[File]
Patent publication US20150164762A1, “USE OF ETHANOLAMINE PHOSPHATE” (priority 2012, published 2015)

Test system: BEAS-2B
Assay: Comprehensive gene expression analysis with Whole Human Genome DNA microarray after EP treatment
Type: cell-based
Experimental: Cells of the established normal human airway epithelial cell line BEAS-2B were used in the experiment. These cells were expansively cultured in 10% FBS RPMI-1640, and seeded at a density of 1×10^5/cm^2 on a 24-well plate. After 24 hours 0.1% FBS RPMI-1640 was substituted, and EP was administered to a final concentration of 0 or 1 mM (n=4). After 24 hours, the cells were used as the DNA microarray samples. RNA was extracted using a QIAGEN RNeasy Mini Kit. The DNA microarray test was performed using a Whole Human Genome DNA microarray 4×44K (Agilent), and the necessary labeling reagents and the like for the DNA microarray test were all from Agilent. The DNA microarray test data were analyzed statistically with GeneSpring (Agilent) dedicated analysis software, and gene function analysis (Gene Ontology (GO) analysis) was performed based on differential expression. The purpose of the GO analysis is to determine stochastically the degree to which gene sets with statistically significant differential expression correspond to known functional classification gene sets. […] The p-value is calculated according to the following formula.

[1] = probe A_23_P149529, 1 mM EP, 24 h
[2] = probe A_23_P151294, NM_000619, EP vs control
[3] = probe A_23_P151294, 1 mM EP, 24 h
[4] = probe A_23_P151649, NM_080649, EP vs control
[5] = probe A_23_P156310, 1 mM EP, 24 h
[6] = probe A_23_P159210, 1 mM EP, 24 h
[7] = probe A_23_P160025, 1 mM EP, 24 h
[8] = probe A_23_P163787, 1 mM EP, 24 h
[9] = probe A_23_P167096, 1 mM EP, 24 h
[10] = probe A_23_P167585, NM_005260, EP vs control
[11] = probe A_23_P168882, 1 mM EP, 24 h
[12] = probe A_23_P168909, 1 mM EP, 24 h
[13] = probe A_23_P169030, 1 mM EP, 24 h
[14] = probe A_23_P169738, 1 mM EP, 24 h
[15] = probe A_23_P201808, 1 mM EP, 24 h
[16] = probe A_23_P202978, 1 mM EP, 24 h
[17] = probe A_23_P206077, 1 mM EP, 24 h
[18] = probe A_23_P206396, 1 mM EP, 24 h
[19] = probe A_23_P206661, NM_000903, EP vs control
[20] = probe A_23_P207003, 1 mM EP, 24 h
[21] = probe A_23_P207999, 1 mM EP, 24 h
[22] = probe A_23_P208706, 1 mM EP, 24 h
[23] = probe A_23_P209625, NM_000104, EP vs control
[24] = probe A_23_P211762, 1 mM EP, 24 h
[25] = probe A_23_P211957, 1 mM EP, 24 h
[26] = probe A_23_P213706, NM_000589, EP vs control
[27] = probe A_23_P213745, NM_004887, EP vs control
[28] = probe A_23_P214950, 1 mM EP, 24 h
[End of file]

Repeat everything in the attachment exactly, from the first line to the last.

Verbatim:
Patent publication US20150164762A1, “USE OF ETHANOLAMINE PHOSPHATE” (priority 2012, published 2015)

Test system: BEAS-2B
Assay: Comprehensive gene expression analysis with Whole Human Genome DNA microarray after EP treatment
Type: cell-based
Experimental: Cells of the established normal human airway epithelial cell line BEAS-2B were used in the experiment. These cells were expansively cultured in 10% FBS RPMI-1640, and seeded at a density of 1×10^5/cm^2 on a 24-well plate. After 24 hours 0.1% FBS RPMI-1640 was substituted, and EP was administered to a final concentration of 0 or 1 mM (n=4). After 24 hours, the cells were used as the DNA microarray samples. RNA was extracted using a QIAGEN RNeasy Mini Kit. The DNA microarray test was performed using a Whole Human Genome DNA microarray 4×44K (Agilent), and the necessary labeling reagents and the like for the DNA microarray test were all from Agilent. The DNA microarray test data were analyzed statistically with GeneSpring (Agilent) dedicated analysis software, and gene function analysis (Gene Ontology (GO) analysis) was performed based on differential expression. The purpose of the GO analysis is to determine stochastically the degree to which gene sets with statistically significant differential expression correspond to known functional classification gene sets. […] The p-value is calculated according to the following formula.

[1] = probe A_23_P149529, 1 mM EP, 24 h
[2] = probe A_23_P151294, NM_000619, EP vs control
[3] = probe A_23_P151294, 1 mM EP, 24 h
[4] = probe A_23_P151649, NM_080649, EP vs control
[5] = probe A_23_P156310, 1 mM EP, 24 h
[6] = probe A_23_P159210, 1 mM EP, 24 h
[7] = probe A_23_P160025, 1 mM EP, 24 h
[8] = probe A_23_P163787, 1 mM EP, 24 h
[9] = probe A_23_P167096, 1 mM EP, 24 h
[10] = probe A_23_P167585, NM_005260, EP vs control
[11] = probe A_23_P168882, 1 mM EP, 24 h
[12] = probe A_23_P168909, 1 mM EP, 24 h
[13] = probe A_23_P169030, 1 mM EP, 24 h
[14] = probe A_23_P169738, 1 mM EP, 24 h
[15] = probe A_23_P201808, 1 mM EP, 24 h
[16] = probe A_23_P202978, 1 mM EP, 24 h
[17] = probe A_23_P206077, 1 mM EP, 24 h
[18] = probe A_23_P206396, 1 mM EP, 24 h
[19] = probe A_23_P206661, NM_000903, EP vs control
[20] = probe A_23_P207003, 1 mM EP, 24 h
[21] = probe A_23_P207999, 1 mM EP, 24 h
[22] = probe A_23_P208706, 1 mM EP, 24 h
[23] = probe A_23_P209625, NM_000104, EP vs control
[24] = probe A_23_P211762, 1 mM EP, 24 h
[25] = probe A_23_P211957, 1 mM EP, 24 h
[26] = probe A_23_P213706, NM_000589, EP vs control
[27] = probe A_23_P213745, NM_004887, EP vs control
[28] = probe A_23_P214950, 1 mM EP, 24 h